VANCOUVER, B.C. – The Federal Court of Appeal is expected to release a judgment today on whether the federal government adequately consulted First Nations on the contentious Trans Mountain pipeline expansion.
The court combined into one case nearly two dozen lawsuits calling for the National Energy Board’s review of Kinder Morgan Canada Ltd.’s project to be overturned.
First Nations, including the Tsleil-Waututh and Squamish on British Columbia’s south coast, argued the federal government did not adequately consult them before the energy board review or the cabinet decision to approve the project.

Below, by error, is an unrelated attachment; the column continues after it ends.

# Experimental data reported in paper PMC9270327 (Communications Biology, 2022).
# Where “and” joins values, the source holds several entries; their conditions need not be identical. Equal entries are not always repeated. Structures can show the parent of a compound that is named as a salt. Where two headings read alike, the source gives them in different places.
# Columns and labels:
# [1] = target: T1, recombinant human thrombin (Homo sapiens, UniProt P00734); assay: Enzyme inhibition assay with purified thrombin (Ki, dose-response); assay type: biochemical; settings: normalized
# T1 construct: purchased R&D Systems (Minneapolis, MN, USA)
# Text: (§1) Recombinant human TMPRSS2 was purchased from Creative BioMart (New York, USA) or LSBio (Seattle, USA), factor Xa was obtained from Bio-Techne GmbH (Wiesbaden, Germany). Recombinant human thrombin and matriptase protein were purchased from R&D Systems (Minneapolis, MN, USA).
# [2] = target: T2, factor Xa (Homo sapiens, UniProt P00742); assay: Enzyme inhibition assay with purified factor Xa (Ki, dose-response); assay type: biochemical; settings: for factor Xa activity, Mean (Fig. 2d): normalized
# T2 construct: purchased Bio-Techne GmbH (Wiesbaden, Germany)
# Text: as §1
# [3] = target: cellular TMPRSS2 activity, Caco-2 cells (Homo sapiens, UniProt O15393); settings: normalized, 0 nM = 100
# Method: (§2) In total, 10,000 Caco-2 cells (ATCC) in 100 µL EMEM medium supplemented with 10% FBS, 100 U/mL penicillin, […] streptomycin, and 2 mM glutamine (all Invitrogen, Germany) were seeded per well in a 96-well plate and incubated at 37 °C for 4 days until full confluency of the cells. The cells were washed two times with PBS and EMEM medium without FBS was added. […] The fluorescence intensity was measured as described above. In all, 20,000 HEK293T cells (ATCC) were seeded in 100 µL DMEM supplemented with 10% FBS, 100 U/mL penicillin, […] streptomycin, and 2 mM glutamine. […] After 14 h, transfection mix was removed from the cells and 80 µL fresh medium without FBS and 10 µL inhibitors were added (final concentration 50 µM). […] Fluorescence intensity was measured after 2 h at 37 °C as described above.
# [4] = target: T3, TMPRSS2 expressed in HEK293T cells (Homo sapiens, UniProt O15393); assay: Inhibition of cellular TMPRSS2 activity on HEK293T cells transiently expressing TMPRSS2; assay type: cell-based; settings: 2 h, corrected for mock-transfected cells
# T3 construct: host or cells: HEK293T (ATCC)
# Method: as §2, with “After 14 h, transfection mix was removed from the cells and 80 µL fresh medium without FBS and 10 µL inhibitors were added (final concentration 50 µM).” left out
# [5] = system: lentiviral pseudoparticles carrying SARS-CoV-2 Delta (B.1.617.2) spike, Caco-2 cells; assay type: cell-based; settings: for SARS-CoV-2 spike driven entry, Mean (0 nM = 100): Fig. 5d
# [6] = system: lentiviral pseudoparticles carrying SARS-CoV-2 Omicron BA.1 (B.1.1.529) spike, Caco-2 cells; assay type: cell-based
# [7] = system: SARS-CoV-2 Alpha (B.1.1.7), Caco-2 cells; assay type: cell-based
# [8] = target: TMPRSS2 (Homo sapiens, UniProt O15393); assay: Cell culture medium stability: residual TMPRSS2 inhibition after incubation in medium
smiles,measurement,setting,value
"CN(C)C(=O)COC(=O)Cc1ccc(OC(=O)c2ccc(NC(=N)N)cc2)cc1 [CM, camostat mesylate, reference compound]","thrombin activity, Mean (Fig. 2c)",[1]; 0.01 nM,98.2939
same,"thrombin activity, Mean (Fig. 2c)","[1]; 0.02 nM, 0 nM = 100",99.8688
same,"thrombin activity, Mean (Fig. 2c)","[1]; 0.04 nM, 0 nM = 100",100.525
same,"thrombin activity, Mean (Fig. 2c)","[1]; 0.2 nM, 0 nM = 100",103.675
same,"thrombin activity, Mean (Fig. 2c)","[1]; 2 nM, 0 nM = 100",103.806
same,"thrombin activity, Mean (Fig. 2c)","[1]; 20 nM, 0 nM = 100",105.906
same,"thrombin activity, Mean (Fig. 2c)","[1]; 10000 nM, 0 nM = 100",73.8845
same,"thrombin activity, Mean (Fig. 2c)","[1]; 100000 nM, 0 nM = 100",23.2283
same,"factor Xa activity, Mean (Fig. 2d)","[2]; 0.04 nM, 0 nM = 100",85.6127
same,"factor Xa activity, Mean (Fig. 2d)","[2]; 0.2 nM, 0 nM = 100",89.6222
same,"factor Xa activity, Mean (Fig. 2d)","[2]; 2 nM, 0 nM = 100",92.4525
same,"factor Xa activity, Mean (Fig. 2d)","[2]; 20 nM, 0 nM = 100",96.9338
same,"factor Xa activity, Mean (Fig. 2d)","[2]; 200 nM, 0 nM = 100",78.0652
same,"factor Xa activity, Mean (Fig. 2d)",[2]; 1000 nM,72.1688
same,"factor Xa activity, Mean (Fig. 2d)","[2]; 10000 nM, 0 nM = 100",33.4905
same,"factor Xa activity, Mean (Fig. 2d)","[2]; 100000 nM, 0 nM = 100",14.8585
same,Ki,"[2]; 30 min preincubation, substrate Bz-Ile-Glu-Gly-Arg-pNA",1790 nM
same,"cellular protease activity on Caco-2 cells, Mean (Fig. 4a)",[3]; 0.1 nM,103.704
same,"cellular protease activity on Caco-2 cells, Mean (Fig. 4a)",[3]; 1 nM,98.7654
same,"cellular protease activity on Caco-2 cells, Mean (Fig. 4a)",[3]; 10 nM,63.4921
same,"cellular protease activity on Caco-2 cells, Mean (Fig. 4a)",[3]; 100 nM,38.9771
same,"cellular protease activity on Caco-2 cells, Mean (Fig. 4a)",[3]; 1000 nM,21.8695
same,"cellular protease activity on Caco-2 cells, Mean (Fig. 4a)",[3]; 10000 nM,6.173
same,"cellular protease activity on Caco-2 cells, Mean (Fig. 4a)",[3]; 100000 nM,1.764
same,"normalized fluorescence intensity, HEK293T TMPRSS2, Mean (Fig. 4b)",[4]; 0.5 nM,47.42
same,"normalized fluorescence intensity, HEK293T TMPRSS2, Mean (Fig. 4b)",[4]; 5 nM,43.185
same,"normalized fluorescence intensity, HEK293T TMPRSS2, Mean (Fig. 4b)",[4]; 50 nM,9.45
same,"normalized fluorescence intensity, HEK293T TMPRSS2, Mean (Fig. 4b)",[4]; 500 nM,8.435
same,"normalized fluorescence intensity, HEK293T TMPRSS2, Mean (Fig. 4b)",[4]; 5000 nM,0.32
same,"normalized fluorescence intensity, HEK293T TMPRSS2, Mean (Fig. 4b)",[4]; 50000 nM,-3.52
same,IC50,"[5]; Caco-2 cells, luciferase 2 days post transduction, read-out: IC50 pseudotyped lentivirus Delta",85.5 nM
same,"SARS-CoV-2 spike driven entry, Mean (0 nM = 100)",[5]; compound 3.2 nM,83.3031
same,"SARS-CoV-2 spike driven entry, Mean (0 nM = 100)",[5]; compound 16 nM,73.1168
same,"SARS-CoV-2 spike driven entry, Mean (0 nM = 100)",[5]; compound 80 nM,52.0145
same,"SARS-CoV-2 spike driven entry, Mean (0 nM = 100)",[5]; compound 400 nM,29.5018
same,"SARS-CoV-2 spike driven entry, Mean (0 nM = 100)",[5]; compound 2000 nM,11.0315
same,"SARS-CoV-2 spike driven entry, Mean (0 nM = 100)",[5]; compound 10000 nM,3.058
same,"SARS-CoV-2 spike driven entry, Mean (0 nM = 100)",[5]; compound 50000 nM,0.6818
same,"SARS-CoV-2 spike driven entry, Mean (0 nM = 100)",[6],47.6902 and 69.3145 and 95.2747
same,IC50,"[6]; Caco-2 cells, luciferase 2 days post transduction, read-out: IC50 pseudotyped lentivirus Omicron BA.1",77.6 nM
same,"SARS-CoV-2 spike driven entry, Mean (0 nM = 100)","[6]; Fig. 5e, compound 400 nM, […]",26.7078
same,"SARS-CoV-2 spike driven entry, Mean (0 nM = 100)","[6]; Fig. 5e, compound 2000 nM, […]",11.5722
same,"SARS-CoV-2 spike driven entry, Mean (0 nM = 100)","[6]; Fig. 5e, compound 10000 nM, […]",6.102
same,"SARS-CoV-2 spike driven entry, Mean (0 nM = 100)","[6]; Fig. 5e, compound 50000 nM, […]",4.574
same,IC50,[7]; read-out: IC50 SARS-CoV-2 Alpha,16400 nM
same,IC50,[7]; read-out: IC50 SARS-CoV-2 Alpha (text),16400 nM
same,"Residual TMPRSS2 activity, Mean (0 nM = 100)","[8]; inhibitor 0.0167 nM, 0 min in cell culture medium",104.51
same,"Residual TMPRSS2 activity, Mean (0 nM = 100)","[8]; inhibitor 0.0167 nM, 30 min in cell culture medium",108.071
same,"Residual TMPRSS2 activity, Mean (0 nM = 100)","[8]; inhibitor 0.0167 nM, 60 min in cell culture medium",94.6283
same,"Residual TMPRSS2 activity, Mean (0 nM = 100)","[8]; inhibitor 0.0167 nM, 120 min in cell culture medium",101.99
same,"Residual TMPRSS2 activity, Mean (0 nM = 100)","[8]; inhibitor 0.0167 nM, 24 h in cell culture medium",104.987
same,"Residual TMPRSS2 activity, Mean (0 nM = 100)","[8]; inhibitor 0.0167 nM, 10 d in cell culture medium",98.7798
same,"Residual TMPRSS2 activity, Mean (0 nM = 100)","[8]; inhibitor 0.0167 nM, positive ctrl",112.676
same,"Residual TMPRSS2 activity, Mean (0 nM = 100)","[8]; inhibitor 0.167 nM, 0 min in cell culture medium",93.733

Lawyers for the federal government told the court that Ottawa conducted extensive consultation.
Environmental groups and the cities of Vancouver and Burnaby also challenged the project in Federal Court last fall, supported by British Columbia, which was an intervener.
Alberta was also an intervener and the province’s lawyer told the court that Ottawa’s decision to approve the expansion was based on evidence that considered environmental, economic and Indigenous interests.
Kinder Morgan shareholders are also set to vote today on whether to approve the sale of the pipeline and expansion project to the Canadian government for $4.5 billion.